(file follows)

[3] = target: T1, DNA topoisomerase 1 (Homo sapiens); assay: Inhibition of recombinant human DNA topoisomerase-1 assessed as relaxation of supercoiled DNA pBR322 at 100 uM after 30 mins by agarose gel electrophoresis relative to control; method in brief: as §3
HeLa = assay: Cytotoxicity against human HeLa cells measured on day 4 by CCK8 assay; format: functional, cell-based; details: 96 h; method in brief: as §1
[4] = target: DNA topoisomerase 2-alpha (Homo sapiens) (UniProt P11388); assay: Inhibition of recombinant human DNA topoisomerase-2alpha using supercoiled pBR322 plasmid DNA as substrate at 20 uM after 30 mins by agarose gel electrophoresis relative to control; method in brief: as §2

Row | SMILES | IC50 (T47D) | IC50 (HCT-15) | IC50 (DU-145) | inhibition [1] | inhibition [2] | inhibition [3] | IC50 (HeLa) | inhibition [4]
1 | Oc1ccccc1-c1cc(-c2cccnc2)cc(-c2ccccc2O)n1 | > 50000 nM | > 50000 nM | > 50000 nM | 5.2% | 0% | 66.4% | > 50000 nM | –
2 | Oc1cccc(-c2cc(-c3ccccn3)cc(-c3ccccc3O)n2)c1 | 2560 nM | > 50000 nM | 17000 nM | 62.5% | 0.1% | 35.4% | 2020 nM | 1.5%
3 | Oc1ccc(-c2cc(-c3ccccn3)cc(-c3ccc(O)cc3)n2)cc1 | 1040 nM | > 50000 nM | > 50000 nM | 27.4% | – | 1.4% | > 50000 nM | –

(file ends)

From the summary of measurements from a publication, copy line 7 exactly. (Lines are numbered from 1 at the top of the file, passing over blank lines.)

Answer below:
3 | Oc1ccc(-c2cc(-c3ccccn3)cc(-c3ccc(O)cc3)n2)cc1 | 1040 nM | > 50000 nM | > 50000 nM | 27.4% | – | 1.4% | > 50000 nM | –